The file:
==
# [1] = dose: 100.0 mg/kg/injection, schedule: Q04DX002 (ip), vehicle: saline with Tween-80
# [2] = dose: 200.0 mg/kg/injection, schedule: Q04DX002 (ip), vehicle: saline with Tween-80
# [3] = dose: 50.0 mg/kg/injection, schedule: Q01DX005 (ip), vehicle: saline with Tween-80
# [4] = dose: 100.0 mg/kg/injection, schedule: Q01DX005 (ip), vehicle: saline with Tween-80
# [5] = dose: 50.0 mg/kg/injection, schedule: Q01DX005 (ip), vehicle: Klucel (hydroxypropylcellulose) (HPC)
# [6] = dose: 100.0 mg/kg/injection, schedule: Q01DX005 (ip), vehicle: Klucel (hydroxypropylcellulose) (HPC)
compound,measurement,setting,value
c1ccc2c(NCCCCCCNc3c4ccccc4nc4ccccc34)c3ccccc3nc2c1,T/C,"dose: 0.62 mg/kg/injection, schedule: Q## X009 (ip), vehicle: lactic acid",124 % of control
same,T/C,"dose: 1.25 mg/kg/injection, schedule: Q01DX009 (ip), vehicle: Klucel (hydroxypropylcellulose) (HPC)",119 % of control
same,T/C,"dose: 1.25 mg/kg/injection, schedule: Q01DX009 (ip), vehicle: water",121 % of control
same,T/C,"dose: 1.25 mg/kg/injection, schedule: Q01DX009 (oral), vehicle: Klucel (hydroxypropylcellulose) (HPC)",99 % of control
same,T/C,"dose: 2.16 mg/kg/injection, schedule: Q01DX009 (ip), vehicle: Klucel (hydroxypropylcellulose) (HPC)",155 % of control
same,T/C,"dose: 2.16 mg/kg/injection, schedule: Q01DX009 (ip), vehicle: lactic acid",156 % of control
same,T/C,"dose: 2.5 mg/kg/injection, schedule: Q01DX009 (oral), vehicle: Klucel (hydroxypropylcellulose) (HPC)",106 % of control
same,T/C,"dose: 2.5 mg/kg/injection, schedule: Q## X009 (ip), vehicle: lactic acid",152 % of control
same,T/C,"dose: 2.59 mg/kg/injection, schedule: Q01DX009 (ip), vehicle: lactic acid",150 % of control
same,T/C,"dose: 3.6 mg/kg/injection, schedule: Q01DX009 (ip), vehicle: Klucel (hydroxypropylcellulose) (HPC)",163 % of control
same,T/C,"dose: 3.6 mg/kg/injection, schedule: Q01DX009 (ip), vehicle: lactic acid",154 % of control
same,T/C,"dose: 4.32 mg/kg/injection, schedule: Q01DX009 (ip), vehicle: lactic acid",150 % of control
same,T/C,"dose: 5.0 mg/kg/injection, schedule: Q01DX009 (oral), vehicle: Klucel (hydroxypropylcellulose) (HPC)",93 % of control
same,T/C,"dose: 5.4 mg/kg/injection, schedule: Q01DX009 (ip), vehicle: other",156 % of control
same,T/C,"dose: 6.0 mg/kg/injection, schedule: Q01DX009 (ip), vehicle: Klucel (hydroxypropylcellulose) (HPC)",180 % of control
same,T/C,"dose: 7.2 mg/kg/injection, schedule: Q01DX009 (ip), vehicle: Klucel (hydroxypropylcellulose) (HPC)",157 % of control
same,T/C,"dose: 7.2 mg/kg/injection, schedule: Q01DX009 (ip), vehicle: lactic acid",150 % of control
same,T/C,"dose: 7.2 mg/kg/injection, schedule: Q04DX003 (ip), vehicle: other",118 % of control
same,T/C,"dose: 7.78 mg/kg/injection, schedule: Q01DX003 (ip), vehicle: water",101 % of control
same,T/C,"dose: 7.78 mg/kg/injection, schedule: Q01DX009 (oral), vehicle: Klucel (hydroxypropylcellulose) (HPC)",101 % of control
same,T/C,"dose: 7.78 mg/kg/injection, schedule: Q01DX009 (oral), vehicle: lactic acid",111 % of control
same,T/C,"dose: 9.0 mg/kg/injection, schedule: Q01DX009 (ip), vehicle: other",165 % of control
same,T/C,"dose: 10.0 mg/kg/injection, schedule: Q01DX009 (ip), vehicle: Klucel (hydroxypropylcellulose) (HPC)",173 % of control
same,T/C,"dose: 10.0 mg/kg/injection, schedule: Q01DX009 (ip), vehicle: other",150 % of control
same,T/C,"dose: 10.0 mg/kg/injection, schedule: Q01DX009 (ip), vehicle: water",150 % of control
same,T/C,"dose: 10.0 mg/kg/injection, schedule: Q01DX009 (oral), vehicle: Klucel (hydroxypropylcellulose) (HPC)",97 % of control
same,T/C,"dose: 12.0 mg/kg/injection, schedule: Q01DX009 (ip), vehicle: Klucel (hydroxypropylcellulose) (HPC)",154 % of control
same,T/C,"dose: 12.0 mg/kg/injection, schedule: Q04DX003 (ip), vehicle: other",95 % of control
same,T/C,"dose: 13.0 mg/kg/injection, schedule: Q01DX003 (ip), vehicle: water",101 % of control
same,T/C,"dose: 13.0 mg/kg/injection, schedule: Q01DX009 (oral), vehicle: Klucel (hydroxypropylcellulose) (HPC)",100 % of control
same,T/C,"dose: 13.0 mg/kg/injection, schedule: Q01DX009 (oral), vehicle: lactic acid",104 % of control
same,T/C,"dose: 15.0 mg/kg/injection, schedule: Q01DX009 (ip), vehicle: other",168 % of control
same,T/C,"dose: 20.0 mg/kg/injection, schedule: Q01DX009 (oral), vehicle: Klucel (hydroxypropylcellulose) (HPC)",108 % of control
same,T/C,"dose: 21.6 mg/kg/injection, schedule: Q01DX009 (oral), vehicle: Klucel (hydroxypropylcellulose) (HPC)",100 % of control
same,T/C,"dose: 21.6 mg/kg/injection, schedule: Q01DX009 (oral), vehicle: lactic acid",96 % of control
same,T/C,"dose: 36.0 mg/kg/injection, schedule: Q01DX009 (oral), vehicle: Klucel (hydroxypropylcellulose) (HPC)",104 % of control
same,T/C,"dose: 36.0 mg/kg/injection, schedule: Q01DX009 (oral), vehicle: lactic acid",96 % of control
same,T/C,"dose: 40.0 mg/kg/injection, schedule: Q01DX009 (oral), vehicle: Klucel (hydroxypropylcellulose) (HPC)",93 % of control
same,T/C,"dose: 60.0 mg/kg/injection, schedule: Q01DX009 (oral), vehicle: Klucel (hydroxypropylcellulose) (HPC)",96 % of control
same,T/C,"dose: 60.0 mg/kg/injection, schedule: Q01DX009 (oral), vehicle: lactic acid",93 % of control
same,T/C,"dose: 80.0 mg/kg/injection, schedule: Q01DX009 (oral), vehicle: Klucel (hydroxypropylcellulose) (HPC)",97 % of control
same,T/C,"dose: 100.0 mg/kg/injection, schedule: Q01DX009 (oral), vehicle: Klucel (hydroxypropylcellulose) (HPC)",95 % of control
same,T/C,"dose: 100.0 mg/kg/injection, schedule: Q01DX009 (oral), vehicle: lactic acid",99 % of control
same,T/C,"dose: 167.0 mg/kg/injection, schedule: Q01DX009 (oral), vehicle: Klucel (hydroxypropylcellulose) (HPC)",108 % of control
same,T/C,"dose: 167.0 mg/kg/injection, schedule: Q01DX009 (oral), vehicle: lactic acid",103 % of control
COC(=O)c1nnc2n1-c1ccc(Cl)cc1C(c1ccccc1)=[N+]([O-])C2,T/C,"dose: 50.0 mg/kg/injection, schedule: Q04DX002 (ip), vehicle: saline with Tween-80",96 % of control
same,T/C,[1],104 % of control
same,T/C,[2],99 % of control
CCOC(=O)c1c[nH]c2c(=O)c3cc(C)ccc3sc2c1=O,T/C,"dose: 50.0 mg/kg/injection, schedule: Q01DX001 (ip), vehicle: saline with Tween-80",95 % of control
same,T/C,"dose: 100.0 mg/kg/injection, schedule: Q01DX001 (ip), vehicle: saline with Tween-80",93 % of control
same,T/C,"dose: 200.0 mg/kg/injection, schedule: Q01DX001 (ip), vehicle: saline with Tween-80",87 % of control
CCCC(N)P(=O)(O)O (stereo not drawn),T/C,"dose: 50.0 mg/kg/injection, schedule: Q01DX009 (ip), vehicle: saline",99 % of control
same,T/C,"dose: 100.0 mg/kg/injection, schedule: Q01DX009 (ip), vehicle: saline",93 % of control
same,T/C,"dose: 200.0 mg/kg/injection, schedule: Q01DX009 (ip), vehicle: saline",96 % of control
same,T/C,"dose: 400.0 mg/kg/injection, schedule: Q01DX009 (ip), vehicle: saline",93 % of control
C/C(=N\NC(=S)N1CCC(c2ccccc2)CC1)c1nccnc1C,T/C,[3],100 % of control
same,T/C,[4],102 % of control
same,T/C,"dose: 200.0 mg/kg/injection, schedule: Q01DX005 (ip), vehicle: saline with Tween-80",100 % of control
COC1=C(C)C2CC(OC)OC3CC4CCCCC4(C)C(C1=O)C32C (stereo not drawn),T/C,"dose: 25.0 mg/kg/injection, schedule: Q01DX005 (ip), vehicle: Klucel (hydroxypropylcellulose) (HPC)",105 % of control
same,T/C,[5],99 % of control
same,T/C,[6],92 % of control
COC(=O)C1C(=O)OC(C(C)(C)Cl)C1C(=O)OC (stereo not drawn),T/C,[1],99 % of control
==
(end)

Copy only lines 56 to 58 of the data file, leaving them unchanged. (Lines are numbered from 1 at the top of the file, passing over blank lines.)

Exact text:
CCOC(=O)c1c[nH]c2c(=O)c3cc(C)ccc3sc2c1=O,T/C,"dose: 50.0 mg/kg/injection, schedule: Q01DX001 (ip), vehicle: saline with Tween-80",95 % of control
same,T/C,"dose: 100.0 mg/kg/injection, schedule: Q01DX001 (ip), vehicle: saline with Tween-80",93 % of control
same,T/C,"dose: 200.0 mg/kg/injection, schedule: Q01DX001 (ip), vehicle: saline with Tween-80",87 % of control